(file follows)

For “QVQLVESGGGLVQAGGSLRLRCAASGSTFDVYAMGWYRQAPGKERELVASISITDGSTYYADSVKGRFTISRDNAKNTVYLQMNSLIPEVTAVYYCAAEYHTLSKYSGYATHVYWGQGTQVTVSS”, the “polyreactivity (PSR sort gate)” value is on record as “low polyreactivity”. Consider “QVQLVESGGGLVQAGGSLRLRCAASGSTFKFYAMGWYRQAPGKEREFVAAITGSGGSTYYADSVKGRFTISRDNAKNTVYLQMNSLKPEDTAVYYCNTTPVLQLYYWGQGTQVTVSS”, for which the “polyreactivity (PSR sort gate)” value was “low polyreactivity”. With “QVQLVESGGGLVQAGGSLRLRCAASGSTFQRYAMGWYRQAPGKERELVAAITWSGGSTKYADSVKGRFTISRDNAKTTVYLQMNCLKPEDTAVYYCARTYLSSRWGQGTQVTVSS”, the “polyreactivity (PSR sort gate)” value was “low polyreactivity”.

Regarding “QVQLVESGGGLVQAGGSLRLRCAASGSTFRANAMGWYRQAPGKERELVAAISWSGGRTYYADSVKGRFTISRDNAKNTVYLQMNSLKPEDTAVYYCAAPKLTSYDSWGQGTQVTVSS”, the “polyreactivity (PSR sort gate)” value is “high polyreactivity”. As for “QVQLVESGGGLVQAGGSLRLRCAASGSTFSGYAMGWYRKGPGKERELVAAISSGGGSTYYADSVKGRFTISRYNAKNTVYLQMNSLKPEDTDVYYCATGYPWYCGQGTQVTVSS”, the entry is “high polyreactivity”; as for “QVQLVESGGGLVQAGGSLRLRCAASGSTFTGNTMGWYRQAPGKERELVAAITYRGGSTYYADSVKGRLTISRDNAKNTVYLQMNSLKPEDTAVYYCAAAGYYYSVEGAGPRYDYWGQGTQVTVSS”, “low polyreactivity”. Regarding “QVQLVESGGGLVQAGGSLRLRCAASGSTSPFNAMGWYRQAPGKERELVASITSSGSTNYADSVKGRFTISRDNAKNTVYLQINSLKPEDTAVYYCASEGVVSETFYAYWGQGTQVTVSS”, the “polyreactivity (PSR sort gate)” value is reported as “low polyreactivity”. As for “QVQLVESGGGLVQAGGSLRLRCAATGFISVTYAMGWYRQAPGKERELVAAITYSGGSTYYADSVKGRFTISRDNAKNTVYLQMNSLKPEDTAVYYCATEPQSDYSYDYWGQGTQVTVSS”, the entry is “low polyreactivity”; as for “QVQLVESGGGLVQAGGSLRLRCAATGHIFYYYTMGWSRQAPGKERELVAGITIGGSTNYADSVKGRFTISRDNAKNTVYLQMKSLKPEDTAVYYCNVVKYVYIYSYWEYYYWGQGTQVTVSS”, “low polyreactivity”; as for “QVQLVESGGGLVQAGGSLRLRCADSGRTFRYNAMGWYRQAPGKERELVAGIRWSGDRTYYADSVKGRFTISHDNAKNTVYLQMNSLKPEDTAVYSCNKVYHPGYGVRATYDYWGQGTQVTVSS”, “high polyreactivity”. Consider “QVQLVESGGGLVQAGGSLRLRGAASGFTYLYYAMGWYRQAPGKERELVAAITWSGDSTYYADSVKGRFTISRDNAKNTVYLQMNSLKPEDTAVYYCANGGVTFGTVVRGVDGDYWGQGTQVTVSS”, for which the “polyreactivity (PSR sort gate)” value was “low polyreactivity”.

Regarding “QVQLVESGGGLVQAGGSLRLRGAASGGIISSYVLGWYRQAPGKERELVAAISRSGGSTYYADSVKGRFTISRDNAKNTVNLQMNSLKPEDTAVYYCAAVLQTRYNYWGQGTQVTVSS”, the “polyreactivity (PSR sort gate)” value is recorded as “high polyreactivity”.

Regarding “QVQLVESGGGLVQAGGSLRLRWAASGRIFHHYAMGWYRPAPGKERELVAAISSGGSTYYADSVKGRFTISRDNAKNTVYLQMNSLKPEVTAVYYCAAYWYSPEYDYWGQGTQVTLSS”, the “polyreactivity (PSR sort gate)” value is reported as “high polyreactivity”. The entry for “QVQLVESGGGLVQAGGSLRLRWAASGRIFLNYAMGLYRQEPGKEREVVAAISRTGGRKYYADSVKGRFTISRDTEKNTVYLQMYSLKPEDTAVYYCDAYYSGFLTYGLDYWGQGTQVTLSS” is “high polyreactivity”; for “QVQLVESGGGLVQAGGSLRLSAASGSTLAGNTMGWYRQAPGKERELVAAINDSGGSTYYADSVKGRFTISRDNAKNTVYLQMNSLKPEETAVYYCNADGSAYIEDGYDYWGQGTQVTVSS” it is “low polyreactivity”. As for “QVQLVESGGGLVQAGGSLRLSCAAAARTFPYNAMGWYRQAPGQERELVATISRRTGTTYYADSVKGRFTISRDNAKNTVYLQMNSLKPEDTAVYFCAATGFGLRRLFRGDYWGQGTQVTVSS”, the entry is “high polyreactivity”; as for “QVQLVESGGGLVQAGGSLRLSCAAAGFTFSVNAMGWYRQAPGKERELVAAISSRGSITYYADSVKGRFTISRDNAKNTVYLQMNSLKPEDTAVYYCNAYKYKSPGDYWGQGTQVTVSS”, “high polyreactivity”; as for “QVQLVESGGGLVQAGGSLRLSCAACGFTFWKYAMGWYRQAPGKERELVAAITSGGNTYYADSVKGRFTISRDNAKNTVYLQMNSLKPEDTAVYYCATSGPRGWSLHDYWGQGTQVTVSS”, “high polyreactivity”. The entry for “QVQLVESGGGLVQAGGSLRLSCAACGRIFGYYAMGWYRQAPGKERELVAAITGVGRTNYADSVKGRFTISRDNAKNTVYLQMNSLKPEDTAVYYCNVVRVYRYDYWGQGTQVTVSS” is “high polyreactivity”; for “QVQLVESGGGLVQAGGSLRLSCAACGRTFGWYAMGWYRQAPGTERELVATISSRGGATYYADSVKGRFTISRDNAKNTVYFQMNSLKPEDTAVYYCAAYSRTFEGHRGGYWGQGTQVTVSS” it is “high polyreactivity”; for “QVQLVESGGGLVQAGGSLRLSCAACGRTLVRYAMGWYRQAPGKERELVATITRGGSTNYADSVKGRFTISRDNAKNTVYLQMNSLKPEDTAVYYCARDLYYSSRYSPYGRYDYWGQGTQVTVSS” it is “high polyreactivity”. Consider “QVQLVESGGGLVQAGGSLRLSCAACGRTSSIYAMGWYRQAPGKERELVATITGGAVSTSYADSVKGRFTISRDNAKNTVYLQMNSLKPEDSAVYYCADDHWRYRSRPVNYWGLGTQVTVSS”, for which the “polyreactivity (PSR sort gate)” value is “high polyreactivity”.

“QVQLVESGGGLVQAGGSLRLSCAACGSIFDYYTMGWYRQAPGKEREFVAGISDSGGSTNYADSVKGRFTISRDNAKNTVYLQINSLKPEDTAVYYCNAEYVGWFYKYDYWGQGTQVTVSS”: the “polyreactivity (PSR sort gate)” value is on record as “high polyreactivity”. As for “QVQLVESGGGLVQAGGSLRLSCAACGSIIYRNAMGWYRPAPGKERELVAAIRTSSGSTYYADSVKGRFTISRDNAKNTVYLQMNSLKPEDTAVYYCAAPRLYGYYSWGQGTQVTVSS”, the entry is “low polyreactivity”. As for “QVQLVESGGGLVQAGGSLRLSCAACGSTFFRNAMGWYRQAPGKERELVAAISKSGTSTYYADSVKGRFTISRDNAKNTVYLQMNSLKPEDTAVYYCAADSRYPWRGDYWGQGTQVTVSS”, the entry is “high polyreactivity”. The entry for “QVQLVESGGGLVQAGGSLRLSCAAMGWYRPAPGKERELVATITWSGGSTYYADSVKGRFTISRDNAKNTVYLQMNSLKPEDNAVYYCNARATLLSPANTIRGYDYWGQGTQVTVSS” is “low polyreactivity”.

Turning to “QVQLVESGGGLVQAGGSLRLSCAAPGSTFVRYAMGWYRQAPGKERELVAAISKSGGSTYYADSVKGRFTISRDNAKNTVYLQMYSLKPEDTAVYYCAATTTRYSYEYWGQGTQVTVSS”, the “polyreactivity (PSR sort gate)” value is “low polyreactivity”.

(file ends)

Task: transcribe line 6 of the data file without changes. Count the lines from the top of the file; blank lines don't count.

Turning to “QVQLVESGGGLVQAGGSLRLSCAAPGSTFVRYAMGWYRQAPGKERELVAAISKSGGSTYYADSVKGRFTISRDNAKNTVYLQMYSLKPEDTAVYYCAATTTRYSYEYWGQGTQVTVSS”, the “polyreactivity (PSR sort gate)” value is “low polyreactivity”.